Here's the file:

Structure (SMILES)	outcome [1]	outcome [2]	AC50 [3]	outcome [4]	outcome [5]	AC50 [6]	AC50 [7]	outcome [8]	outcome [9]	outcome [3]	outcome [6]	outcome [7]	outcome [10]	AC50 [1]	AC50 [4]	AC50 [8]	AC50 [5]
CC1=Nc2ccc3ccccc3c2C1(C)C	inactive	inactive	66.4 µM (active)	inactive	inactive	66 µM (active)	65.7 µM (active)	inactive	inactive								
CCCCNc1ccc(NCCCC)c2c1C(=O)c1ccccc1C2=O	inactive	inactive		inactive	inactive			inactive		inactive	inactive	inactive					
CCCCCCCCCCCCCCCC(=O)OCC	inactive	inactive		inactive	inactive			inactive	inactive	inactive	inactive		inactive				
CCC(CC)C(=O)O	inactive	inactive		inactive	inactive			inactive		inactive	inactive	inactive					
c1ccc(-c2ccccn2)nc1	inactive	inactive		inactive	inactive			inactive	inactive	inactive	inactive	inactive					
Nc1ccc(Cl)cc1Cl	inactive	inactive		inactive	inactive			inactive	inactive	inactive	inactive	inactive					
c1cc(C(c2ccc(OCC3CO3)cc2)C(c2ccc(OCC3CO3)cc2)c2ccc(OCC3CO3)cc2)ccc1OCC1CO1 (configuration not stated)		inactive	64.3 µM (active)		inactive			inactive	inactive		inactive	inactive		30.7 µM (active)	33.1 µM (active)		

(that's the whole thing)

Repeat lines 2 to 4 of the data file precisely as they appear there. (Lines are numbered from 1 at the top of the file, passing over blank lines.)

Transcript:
CC1=Nc2ccc3ccccc3c2C1(C)C	inactive	inactive	66.4 µM (active)	inactive	inactive	66 µM (active)	65.7 µM (active)	inactive	inactive								
CCCCNc1ccc(NCCCC)c2c1C(=O)c1ccccc1C2=O	inactive	inactive		inactive	inactive			inactive		inactive	inactive	inactive					
CCCCCCCCCCCCCCCC(=O)OCC	inactive	inactive		inactive	inactive			inactive	inactive	inactive	inactive		inactive				